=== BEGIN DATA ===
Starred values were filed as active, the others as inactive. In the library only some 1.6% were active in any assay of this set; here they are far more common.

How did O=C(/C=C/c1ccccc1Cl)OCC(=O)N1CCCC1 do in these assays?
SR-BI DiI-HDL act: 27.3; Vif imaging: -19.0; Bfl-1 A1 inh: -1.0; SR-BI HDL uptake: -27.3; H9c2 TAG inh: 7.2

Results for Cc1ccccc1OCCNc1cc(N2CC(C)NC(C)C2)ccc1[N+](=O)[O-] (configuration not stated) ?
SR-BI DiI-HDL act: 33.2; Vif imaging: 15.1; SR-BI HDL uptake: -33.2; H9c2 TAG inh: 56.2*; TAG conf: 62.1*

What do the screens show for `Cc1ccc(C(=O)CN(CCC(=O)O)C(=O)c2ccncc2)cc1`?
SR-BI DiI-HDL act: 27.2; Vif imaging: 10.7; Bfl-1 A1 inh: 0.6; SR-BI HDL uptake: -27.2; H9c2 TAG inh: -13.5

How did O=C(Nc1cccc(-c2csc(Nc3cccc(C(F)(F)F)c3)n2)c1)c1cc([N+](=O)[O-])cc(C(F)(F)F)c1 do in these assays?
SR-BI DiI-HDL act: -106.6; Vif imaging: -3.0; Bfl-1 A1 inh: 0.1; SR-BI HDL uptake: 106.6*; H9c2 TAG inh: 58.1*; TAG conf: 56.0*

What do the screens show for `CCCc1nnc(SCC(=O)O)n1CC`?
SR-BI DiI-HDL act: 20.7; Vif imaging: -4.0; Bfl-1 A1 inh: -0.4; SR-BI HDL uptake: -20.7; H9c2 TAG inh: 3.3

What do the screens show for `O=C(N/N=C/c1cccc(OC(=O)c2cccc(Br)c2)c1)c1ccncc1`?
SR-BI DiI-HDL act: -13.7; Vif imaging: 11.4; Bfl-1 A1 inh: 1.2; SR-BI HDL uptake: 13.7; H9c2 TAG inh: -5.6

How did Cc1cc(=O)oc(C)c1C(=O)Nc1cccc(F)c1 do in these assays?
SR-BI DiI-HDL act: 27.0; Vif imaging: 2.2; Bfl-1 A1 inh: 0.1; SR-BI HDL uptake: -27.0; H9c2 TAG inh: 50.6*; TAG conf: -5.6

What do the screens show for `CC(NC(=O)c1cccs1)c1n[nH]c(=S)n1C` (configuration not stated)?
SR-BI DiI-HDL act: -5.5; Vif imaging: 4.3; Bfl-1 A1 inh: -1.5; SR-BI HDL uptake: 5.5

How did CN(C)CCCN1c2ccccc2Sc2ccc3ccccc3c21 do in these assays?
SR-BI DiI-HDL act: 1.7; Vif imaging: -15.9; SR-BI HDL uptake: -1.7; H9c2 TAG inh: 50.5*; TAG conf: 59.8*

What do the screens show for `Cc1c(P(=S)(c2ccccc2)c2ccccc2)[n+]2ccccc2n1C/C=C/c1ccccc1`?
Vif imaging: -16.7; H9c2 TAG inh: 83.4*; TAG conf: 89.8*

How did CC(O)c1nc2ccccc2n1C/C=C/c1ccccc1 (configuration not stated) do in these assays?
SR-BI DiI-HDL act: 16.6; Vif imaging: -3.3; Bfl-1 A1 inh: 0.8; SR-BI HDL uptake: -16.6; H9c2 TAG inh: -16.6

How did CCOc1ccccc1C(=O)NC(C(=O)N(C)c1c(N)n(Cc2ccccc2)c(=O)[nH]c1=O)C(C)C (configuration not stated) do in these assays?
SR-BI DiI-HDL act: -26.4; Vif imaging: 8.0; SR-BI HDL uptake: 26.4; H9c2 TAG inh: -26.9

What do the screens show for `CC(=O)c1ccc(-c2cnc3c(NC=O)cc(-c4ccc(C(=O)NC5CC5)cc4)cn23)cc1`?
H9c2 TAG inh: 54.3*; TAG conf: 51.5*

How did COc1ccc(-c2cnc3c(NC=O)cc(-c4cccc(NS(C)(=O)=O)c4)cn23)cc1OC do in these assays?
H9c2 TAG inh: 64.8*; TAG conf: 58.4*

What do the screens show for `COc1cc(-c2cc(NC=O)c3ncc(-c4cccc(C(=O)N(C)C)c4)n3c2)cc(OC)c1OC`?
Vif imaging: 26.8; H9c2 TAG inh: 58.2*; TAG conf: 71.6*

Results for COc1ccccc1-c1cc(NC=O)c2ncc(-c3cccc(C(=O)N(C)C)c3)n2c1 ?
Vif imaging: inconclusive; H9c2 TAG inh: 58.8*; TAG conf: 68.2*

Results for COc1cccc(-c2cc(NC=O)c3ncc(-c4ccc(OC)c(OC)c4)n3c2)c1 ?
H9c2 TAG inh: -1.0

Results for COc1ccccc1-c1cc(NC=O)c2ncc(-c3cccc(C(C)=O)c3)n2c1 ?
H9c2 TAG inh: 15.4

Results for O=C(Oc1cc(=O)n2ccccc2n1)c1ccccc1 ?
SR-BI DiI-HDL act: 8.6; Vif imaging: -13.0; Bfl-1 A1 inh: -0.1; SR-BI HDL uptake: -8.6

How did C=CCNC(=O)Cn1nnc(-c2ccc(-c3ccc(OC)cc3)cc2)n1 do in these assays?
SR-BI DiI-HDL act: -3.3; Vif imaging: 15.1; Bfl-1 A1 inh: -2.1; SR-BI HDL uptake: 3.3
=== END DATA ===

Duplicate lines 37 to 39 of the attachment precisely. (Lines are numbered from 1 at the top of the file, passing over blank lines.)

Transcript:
H9c2 TAG inh: 15.4

Results for O=C(Oc1cc(=O)n2ccccc2n1)c1ccccc1 ?
SR-BI DiI-HDL act: 8.6; Vif imaging: -13.0; Bfl-1 A1 inh: -0.1; SR-BI HDL uptake: -8.6